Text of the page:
A motion detector of the type in question is accordingly suited as an alarm to prevent unauthorized removal of suitcases, handbags, beach bags and bicycles and for securing electrical and electronic devices. An alarm signal can be triggered, for example, by the approach of an unauthorized person, while this alarm is suppressed in the case of an authorized person equipped with an electronic signal transmitter. If this authorized person leaves the detection range of the sensor protecting the electronic device, the accessibility of data and information is automatically suppressed.

An advantageous embodiment of the invention is described in more detail hereinafter with reference to the drawings.

BRIEF DESCRIPTION OF THE DRAWING

FIG. 1 shows the formation of a stationary wave with superposition of a ground wave to explain the physical bases of the invention;

FIG. 2 shows the formation of a stationary wave with the superposition of a reflecting wave from a stationary object;

FIG. 3 illustrates the change of phase and amplitude due to the Doppler effect;

FIG. 4 is a schematic block diagram of an arrangement according to the invention; and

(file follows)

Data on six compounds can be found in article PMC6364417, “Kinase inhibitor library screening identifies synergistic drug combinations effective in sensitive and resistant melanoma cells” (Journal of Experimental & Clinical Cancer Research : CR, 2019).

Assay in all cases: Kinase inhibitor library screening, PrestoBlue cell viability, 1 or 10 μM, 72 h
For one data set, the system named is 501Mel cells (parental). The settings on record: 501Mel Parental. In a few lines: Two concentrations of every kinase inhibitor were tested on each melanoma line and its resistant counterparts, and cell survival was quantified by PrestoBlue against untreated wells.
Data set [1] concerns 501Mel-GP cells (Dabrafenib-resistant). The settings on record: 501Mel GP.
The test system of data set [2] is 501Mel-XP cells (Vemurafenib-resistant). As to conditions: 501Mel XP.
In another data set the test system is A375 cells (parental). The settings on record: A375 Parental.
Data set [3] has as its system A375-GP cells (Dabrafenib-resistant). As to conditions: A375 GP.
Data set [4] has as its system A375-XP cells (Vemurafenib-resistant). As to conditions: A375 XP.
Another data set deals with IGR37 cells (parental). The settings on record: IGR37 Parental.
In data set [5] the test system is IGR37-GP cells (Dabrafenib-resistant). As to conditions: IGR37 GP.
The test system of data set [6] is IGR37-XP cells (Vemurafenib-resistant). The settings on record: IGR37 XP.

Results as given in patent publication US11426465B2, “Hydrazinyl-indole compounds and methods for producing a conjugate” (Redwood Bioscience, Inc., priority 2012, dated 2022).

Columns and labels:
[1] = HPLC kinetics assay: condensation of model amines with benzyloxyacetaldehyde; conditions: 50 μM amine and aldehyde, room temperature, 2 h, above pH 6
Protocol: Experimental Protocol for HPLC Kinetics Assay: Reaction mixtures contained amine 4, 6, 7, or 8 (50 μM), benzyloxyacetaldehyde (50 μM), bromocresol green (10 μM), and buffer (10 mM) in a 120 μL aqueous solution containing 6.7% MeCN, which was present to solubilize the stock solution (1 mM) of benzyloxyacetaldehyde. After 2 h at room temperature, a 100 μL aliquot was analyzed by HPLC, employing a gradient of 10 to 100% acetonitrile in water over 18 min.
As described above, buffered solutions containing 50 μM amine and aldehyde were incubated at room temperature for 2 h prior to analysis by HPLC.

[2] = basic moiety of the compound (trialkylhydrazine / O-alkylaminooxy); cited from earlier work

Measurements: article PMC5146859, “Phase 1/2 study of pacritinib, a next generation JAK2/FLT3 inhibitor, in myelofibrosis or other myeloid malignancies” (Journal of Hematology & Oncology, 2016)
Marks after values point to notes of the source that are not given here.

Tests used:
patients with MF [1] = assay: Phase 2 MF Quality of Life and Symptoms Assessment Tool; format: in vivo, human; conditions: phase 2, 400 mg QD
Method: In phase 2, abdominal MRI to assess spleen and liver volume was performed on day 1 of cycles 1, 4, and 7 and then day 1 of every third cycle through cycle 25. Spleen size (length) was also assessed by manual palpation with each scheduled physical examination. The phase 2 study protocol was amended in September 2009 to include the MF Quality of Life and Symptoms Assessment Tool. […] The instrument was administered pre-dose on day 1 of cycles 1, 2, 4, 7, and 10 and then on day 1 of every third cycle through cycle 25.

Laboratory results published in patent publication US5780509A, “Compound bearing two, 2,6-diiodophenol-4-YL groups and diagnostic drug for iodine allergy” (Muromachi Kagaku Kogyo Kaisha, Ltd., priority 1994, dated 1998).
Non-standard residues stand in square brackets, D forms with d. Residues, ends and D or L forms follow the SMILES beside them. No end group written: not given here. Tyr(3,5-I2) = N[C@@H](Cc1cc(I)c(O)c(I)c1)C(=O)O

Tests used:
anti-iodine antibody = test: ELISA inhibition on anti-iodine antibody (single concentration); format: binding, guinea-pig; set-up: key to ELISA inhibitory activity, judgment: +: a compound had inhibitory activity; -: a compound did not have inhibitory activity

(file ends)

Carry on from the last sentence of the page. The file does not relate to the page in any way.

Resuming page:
FIG. 5 is a block diagram showing the measured values relevant to the use of the invention by registering the loop parameters of an oscillator with a feed back loop via two antennae.

DESCRIPTION OF THE PREFERRED EMBODIMENT

FIGS. 1 and 2 show that an electromagnetic wave produces, in its radiation in the direction of various objects, a multiplicity of reflections, the fronts of which have different phase angles to the output wave. A superposition of these waves builds an interference field, the strength of which depends on the distance from the radiating antenna. This interference field has characteristic field strength antinodes and field strength nodes, the spacing of which is half the wavelength (λ/2) in the case of a single output wave in a single reflected wave.

FIG. 3 shows that the interference field changes with a movement of the radiated objects, and therefore the position of the antinodes and nodes also changes. If one wishes to detect the motion of an object in the reception range of the antenna, the measured variables amplitude, phase and frequency are available.

As shown in FIG. 4, the changed parameters of the reflected wave are detected via an oscillator which oscillates freely, the feedback, or coupling, loop of which is via two antennae. The oscillation produced by the oscillator with the frequency f0, the amplitude P0 and the phase φ0 is radiated in the direction of the object by means of a transmitting antenna. A part of the energy with reference f0, P0′ and φ0′ is simultaneously radiated into the receiving antenna by radiation coupling.

This meets the amplitude condition and phase condition of an oscillator. Within its operating range, the oscillator reacts to changes by means of the reflected wave and thus changes its amplitude, phase and frequency.